‘Last Week Tonight with John Oliver’ Takes Aim At Train Companies’ Lack of Oversight

The Big Picture

  • ‘Last Week Tonight’ highlights the alarming number of train derailments in the U.S., pointing out that they happen due to lack of regulation.
  • The implementation of “Precision Scheduled Railroading” by Hunter Harrison prioritized cutting costs and maximizing profits for freight train companies.
  • The Federal Railroad Administration lacks the resources to adequately inspect and regulate freight train operations, leaving companies to handle it themselves, which is concerning.

After scoring a three-season renewal that will allow us to see its host reduce his own live expectancy on a weekly basis, Last Week Tonight with John Oliver was ready to go off the rails in this week’s episode. As it sometimes happens with the show, the main segment covered a subject that we never saw coming: Trains. But don’t worry, John Oliver makes it clear that the show is very much pro-trains. The problem is, of course, the companies that administrate them.

The point of the episode was to draw attention to the alarming number of derailments that happen with increasing frequency in the U.S. — just in 2022, there were 1,000 — and reveal that they tend to happen for a reason. While the freight train industry used to be heavily regulated, this is no longer the case thanks to a guy named Hunter Harrison.

He was known for implementing something called “Precision Scheduled Railroading,” which presented itself as guidelines to maximize transport efficiency, but it turned out to be a list of measures to cut costs and maximize profit for the six reigning freight train companies now operating in the U.S. Just to provide a little insight into the kind of guidelines that the PSR had, “safety” came #4 in the list of priorities defined by the program.

Image via HBO

Freight Train Companies Adopted Guidelines That Granted Them A Spot on ‘Last Week Tonight’s Main Segment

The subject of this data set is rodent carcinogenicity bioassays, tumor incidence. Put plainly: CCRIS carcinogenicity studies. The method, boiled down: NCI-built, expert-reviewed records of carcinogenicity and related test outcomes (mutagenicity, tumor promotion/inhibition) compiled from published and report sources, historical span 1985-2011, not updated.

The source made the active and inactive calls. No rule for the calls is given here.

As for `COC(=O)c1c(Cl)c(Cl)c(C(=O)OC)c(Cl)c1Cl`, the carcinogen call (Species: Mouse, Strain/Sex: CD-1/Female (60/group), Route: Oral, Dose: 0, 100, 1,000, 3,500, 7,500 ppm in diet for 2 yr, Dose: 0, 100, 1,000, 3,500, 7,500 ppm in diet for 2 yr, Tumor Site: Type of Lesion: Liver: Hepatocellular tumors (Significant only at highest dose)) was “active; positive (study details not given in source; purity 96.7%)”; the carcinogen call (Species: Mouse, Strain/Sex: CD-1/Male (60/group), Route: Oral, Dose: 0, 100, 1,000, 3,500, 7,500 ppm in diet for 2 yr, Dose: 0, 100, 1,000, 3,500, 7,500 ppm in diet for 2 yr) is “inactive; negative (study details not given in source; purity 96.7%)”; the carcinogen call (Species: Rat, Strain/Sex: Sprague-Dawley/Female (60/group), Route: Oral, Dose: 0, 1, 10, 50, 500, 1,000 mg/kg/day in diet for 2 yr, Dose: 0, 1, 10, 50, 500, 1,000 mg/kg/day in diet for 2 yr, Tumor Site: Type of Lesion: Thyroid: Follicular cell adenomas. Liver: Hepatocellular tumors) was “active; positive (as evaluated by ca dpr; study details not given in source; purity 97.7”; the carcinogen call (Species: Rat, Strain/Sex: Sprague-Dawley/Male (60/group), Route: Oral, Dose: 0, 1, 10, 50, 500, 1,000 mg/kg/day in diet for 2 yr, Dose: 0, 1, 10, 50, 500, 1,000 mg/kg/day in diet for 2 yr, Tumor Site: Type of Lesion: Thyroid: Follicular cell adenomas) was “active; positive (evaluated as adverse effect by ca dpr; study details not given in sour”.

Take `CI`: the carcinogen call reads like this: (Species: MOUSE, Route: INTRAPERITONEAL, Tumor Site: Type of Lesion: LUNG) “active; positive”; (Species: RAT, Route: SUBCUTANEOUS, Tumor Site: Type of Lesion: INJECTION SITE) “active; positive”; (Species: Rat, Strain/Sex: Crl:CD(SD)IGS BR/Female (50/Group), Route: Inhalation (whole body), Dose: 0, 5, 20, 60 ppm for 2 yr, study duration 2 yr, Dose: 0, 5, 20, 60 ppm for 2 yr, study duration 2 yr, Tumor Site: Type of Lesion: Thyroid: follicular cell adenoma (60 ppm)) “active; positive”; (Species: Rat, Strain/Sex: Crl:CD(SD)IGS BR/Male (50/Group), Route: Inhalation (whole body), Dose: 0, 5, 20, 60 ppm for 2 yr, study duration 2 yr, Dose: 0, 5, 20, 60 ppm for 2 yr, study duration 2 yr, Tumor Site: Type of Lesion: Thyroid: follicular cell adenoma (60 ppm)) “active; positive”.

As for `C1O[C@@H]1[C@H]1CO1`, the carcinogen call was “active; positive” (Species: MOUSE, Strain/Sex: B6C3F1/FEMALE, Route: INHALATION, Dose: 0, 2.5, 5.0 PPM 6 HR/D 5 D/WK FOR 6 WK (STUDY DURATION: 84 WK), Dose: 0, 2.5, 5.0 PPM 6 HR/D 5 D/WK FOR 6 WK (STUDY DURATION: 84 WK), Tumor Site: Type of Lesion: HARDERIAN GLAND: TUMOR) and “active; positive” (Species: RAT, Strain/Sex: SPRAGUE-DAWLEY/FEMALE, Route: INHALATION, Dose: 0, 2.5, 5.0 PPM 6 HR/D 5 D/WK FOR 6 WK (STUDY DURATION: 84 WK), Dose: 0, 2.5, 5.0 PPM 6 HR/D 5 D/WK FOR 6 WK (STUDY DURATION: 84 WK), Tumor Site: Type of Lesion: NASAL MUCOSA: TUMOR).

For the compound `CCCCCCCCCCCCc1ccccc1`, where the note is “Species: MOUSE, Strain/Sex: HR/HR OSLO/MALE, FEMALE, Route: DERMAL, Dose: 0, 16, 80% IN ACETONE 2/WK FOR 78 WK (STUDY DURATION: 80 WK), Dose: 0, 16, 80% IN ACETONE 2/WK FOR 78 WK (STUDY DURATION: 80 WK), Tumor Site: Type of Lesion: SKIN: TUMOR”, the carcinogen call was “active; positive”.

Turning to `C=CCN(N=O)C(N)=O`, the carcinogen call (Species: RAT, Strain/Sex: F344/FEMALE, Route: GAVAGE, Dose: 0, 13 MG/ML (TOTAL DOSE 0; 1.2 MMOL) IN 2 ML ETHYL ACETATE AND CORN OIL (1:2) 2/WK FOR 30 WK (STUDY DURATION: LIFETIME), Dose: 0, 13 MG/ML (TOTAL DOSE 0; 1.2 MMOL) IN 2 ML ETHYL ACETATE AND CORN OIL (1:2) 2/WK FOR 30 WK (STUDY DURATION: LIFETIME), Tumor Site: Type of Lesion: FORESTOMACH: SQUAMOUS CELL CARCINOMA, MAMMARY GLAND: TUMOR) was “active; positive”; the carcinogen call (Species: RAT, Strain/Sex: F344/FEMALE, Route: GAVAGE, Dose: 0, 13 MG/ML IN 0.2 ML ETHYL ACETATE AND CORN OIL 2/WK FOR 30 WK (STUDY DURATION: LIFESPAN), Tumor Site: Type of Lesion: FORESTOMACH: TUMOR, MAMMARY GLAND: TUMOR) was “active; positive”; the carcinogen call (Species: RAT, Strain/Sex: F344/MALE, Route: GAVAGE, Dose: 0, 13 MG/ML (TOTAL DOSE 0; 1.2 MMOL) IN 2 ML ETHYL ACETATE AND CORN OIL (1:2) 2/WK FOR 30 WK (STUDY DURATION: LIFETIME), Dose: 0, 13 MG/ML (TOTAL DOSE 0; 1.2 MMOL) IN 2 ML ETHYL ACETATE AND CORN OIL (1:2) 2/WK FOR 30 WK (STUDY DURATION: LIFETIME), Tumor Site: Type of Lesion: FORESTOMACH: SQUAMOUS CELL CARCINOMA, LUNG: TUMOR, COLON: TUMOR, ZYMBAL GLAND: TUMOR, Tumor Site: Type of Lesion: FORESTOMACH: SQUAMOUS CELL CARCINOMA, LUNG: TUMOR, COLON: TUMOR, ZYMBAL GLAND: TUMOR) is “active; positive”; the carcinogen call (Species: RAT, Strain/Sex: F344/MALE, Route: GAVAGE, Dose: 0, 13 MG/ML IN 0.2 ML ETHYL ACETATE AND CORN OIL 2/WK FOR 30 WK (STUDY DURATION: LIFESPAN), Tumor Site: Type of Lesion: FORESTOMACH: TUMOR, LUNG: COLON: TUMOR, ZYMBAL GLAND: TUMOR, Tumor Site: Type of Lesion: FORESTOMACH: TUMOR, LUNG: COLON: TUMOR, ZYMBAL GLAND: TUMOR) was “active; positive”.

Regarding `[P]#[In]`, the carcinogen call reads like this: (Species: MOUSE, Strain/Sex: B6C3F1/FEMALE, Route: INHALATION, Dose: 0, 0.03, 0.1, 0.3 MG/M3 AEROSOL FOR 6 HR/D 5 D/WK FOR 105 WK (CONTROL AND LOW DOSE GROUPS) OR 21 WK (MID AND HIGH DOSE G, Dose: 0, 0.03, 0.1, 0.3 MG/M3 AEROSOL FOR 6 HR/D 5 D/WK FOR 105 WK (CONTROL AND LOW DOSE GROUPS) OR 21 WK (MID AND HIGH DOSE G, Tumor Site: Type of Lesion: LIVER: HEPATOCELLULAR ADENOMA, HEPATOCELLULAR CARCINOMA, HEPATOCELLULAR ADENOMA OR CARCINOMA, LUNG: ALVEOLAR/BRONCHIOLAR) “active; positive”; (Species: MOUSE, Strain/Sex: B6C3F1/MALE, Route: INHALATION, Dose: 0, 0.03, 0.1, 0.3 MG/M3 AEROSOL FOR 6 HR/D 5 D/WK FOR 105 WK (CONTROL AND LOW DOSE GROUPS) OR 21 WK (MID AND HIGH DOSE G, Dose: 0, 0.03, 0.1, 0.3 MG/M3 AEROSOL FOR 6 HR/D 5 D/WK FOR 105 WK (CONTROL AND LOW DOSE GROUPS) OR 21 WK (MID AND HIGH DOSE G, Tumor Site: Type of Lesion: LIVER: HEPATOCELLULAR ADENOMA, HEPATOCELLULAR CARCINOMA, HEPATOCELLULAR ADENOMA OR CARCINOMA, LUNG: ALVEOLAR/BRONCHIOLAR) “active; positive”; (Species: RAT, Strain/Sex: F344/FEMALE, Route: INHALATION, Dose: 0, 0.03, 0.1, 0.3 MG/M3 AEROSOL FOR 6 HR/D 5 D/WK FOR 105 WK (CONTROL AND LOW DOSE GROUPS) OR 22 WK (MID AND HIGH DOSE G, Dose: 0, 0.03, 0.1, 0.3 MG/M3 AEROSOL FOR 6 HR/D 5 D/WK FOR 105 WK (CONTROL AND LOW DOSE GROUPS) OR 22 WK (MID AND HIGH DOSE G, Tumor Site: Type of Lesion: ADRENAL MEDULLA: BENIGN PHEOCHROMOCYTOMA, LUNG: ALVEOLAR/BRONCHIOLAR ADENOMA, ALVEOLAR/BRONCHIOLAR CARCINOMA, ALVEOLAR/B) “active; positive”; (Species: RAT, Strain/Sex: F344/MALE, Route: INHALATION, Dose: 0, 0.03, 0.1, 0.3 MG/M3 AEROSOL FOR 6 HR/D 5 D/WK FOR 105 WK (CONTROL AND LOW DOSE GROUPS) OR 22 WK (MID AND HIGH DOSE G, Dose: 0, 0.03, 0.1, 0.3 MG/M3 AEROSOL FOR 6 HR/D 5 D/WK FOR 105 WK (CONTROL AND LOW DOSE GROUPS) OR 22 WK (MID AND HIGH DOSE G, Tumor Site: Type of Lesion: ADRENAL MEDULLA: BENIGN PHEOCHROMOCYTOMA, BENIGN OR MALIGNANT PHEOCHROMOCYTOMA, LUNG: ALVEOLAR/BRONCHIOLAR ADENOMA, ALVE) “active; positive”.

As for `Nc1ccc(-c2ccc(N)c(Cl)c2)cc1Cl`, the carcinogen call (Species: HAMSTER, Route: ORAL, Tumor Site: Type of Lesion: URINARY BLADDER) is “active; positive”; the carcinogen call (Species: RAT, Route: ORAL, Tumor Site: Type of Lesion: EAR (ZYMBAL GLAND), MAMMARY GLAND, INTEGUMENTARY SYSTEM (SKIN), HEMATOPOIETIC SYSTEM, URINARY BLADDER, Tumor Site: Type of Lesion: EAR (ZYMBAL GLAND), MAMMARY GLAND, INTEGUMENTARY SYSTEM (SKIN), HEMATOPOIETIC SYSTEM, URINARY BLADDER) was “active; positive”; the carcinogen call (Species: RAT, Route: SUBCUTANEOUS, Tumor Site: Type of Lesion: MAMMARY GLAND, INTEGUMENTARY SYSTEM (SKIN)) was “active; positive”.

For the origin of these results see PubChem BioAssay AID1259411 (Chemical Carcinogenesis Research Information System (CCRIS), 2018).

Not by chance, in the long term the PSR promoted lack of maintenance in freight trains, stimulated companies to apply a reduction of the workforce (freight trains are operated by a whopping number of two people) and adopt abhorrent practices such as asking workers to ask for their sick leaves one month in advance. At the same time, the PSR made sure freight trains started to get more cars, which made them significantly longer. In some places like Houston, this causes problems in traffic and threatens citizens’ lives and health when a 3-mile-long train has to stop for whatever reason and blocks traffic.

And, of course, it’s not like there isn’t an agency that has to regulate and control freight train operations. The problem is, the Federal Railroad Administration (FRA) only has the personnel to inspect less than 1% of the freight trains and railroads in the country, which leaves the other 99% for companies to do. As Last Week Tonight viewers know pretty well, companies are typically not good at regulating themselves. With all of this said and done, there’s nothing left to do other than use a bit of grim British stop-motion animation to illustrate just how badly handled freight trains are, as you can see at the end of the main segment below:

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